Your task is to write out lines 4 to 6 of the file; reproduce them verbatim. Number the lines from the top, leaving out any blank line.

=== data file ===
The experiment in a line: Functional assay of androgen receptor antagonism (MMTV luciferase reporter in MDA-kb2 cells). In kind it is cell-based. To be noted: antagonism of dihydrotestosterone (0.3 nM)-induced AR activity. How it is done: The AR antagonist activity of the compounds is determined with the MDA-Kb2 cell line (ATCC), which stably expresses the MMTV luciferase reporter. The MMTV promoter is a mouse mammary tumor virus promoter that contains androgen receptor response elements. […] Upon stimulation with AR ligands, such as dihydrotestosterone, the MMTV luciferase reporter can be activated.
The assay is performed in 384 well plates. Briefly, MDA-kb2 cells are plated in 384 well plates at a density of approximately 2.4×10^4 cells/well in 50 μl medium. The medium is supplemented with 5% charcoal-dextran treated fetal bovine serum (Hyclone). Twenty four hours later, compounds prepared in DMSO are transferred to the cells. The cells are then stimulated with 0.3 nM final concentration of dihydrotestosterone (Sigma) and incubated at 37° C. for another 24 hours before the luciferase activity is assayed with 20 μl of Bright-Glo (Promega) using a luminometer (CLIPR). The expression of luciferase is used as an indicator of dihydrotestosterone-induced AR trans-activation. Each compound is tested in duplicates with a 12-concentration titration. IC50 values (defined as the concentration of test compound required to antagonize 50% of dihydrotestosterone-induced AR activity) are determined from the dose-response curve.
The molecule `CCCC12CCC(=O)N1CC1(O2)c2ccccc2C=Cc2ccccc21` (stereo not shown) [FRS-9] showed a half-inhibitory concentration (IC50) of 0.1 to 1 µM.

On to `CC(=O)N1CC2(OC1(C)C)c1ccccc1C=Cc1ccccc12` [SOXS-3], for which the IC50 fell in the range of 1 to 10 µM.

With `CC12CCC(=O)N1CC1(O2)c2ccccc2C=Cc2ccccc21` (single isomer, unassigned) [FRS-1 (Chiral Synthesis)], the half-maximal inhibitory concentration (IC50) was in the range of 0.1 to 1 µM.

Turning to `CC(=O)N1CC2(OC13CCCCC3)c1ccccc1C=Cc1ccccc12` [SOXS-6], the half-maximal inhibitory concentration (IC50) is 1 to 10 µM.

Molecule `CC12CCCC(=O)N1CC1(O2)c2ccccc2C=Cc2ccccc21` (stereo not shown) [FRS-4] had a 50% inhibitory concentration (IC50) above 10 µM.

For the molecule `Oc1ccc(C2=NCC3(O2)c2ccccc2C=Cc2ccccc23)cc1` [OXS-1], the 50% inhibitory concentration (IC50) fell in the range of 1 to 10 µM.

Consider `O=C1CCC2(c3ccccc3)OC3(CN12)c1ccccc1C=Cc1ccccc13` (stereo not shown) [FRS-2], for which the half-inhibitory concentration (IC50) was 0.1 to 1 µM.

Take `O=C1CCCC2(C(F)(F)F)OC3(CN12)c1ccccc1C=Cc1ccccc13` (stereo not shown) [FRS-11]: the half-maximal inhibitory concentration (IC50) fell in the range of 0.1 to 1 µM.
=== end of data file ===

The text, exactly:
On to `CC(=O)N1CC2(OC1(C)C)c1ccccc1C=Cc1ccccc12` [SOXS-3], for which the IC50 fell in the range of 1 to 10 µM.

With `CC12CCC(=O)N1CC1(O2)c2ccccc2C=Cc2ccccc21` (single isomer, unassigned) [FRS-1 (Chiral Synthesis)], the half-maximal inhibitory concentration (IC50) was in the range of 0.1 to 1 µM.

Turning to `CC(=O)N1CC2(OC13CCCCC3)c1ccccc1C=Cc1ccccc12` [SOXS-6], the half-maximal inhibitory concentration (IC50) is 1 to 10 µM.